Unusually loud ambient noise in tidewater glacier fjords: a signal of ice melt

Geophysical Research Letters
By: , and 



In glacierized fjords, the ice-ocean boundary is a physically and biologically dynamic environment that is sensitive to both glacier flow and ocean circulation. Ocean ambient noise offers insight into processes and change at the ice-ocean boundary. Here we characterize fjord ambient noise and show that the average noise levels are louder than nearly all measured natural oceanic environments (significantly louder than sea ice and non-glacierized fjords). Icy Bay, Alaska has an annual average sound pressure level of 120 dB (re 1 μPa) with a broad peak between 1000 and 3000 Hz. Bubble formation in the water column as glacier ice melts is the noise source, with variability driven by fjord circulation patterns. Measurements from two additional fjords, in Alaska and Antarctica, support that this unusually loud ambient noise in Icy Bay is representative of glacierized fjords. These high noise levels likely alter the behavior of marine mammals.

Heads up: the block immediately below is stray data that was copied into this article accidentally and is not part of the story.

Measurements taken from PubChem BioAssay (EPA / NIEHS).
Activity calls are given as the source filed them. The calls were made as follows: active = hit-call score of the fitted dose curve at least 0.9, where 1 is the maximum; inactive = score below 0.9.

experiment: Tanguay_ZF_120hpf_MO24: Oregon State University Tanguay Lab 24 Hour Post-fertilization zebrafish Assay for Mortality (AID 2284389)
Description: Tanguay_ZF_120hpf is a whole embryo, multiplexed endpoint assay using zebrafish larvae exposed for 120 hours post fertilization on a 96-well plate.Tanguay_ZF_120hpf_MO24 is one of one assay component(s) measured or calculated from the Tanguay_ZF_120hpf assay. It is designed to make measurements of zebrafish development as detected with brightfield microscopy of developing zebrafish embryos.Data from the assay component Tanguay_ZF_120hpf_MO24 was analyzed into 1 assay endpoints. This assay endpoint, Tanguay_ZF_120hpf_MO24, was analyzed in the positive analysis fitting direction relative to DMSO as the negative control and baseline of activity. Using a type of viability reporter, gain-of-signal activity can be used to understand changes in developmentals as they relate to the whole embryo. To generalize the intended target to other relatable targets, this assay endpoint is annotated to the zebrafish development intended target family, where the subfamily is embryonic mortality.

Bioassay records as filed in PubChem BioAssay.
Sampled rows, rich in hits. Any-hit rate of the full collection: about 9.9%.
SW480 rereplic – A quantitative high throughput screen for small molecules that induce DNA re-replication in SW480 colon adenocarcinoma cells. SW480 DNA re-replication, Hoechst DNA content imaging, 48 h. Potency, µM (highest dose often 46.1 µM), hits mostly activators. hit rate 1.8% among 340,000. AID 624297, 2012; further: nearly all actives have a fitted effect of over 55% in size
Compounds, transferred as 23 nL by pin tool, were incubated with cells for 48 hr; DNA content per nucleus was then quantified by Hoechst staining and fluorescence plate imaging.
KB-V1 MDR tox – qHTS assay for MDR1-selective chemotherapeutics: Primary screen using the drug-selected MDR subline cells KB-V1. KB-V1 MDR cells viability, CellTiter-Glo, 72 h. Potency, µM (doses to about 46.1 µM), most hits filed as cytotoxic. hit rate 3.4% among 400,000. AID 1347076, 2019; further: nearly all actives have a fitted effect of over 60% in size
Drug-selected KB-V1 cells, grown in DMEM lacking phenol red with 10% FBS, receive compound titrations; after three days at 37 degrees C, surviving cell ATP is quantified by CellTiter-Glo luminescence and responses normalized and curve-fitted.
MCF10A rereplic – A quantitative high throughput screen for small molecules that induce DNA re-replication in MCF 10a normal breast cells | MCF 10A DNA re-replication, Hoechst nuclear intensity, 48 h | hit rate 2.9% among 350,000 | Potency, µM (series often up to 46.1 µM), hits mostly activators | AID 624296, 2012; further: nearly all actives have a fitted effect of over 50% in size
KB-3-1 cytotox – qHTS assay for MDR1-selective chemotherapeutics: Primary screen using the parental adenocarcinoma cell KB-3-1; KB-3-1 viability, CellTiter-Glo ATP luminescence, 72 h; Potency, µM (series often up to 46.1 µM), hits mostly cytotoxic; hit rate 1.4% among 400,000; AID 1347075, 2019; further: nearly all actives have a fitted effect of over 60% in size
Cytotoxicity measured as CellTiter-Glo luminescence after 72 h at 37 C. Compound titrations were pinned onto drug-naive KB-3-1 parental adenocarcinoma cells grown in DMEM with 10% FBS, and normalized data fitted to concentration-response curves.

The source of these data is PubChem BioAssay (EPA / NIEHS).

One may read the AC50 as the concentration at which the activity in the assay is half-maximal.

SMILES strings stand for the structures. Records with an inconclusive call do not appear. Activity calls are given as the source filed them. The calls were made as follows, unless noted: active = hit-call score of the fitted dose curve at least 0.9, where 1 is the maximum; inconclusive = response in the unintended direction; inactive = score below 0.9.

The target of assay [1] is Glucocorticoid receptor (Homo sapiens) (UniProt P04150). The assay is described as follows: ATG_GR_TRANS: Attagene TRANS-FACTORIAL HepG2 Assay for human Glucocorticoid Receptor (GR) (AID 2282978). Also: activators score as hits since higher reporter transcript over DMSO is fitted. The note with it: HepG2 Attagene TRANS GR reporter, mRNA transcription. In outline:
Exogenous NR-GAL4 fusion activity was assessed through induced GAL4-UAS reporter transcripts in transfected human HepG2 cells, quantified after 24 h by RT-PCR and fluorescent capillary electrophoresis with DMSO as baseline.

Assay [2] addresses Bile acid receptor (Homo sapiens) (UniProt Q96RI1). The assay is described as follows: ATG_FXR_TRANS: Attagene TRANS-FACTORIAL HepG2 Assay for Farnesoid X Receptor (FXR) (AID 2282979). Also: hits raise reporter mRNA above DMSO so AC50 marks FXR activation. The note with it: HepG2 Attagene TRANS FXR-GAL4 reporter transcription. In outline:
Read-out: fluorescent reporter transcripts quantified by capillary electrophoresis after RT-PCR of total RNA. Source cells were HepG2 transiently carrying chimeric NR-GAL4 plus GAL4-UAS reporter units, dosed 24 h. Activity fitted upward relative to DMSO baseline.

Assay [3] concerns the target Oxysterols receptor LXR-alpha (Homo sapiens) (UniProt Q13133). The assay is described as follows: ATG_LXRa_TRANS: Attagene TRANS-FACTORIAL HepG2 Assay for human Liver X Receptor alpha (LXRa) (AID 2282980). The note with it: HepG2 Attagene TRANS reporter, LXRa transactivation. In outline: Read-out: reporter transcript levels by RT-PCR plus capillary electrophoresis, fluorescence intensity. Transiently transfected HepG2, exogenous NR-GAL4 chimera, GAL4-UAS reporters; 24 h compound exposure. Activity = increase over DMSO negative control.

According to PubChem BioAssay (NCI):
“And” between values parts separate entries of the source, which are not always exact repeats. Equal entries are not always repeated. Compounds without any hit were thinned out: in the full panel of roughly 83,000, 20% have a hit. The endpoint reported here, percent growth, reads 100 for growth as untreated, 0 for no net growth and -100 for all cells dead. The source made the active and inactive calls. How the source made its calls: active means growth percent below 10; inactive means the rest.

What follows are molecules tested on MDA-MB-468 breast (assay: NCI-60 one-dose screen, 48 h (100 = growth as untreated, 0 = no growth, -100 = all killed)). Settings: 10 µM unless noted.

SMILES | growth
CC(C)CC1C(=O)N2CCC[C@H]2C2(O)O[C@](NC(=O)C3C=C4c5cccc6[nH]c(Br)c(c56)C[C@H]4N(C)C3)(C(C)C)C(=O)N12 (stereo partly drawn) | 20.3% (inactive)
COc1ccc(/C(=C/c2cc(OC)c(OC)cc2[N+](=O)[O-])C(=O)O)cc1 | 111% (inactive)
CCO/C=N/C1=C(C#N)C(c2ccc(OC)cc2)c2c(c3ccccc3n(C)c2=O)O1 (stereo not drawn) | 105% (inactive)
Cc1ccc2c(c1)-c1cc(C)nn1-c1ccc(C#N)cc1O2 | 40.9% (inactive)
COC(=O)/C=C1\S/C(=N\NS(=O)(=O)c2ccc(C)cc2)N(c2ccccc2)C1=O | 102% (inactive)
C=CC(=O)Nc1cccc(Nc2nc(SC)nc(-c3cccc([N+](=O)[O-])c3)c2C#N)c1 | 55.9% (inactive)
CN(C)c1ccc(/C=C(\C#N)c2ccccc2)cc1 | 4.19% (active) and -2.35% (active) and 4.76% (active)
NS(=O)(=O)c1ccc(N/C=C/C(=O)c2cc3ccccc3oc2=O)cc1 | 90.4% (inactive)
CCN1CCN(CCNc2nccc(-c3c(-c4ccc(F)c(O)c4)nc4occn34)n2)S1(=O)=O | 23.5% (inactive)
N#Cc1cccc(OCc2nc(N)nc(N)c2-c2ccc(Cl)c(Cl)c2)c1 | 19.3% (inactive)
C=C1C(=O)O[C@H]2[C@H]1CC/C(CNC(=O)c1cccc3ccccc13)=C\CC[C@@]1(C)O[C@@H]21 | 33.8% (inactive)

Study Area

Publication type Article
Publication Subtype Journal Article
Title Unusually loud ambient noise in tidewater glacier fjords: a signal of ice melt
Series title Geophysical Research Letters
DOI 10.1002/2014GL062950
Volume 42
Issue 7
Year Published 2015
Language English
Publisher American Geophysical Union
Publisher location Washington, D.C.
Contributing office(s) Alaska Science Center
Description 8 p.
First page 2309
Last page 2316
Country United States
State Alaska
Other Geospatial Icy Bay
Online Only (Y/N) N
Additional Online Files (Y/N) N
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